When eugenics became law: The historic misuse of biology

Eugenics is a well-known low point in the modern history of science. In the United States, from the late nineteenth century to the 1940s, credence was given to this pseudoscience focused on the notional ‘improvement’ of human populations by halting the reproduction of supposedly lesser genes. Less well known is the story of how US law rendered eugenics intellectually respectable across the world, supporting programmes from Canada to Sweden. Ultimately, this egregious failing led to the enforced sterilization of at least 60,000 US citizens, and was used by the Nazi regime to justify its own programme of sterilization and, later, extermination.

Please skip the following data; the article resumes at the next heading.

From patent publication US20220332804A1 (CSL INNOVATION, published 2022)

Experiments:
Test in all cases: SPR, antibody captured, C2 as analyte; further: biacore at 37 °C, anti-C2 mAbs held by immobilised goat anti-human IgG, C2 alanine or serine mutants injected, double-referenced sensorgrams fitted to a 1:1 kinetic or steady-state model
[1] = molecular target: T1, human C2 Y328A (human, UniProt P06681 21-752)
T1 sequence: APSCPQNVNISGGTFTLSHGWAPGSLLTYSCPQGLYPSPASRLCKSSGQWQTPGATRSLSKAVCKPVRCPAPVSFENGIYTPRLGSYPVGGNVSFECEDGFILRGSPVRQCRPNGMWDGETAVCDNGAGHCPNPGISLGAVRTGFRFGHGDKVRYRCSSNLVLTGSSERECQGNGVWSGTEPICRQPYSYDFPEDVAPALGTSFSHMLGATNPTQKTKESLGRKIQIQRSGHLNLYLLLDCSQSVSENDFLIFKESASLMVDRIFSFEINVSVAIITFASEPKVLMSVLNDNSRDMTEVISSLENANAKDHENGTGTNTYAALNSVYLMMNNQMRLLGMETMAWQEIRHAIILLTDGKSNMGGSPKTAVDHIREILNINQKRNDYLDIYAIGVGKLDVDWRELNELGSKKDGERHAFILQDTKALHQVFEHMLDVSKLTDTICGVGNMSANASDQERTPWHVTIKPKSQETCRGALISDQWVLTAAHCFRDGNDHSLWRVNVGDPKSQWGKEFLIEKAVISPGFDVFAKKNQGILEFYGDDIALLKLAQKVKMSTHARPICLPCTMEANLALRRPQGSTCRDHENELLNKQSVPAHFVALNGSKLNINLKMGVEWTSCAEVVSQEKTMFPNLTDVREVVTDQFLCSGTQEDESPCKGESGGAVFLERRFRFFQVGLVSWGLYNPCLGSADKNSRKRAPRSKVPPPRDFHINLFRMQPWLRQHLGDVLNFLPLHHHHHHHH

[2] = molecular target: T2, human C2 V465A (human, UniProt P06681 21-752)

Adam Cohen’s Imbeciles relates a key chapter in this story, the 1927 US Supreme Court case known as Buck v. Bell. The case began in September 1924, when Albert Priddy, head of the Virginia State Colony for Epileptics and Feebleminded, an asylum near Lynchburg, asserted that Carrie Buck, a teenage mother who had entered the asylum that June, was an “imbecile” — a term used at the time to signify intellectual disability. Priddy petitioned the asylum’s board of directors to sterilize Buck.

Read the full article in Nature